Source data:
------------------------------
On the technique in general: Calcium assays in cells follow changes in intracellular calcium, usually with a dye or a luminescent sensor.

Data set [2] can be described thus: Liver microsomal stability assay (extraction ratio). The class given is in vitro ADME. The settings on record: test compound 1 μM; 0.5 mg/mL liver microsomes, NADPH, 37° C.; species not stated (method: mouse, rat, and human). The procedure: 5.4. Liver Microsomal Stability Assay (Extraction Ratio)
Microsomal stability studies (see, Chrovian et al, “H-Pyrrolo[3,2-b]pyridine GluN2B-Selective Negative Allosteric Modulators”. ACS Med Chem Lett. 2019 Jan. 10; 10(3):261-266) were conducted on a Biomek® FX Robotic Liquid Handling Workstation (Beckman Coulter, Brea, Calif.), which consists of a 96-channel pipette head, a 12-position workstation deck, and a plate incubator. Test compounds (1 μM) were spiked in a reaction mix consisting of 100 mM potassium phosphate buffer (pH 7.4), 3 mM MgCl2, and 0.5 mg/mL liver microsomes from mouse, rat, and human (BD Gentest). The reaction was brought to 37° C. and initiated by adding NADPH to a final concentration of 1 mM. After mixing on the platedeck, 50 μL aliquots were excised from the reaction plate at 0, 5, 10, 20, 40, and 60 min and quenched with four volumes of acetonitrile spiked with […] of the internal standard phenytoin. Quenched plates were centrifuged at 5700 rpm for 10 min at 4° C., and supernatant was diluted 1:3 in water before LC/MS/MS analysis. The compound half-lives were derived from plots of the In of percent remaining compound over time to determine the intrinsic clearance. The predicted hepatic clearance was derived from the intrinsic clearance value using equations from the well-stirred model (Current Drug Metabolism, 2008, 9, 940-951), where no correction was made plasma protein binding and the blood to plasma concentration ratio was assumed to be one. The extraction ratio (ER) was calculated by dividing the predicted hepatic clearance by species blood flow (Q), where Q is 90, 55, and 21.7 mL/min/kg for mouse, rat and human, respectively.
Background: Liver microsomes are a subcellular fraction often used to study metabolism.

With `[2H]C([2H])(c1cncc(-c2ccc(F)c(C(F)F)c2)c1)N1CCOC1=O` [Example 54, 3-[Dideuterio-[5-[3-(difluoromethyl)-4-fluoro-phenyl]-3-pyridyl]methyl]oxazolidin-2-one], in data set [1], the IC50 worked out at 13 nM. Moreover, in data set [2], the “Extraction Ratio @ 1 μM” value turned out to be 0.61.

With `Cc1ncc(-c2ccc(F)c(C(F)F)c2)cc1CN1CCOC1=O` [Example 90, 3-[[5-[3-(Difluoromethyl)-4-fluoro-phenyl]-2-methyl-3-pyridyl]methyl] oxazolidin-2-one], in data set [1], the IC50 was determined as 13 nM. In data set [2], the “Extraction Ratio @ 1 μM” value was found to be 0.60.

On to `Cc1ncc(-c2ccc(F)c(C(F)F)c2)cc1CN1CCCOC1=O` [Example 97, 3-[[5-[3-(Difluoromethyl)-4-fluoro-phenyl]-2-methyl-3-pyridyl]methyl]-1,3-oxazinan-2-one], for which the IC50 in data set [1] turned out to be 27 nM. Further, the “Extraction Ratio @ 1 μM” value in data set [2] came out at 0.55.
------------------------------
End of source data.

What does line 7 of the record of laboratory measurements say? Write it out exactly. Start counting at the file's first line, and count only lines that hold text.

On to `Cc1ncc(-c2ccc(F)c(C(F)F)c2)cc1CN1CCCOC1=O` [Example 97, 3-[[5-[3-(Difluoromethyl)-4-fluoro-phenyl]-2-methyl-3-pyridyl]methyl]-1,3-oxazinan-2-one], for which the IC50 in data set [1] turned out to be 27 nM. Further, the “Extraction Ratio @ 1 μM” value in data set [2] came out at 0.55.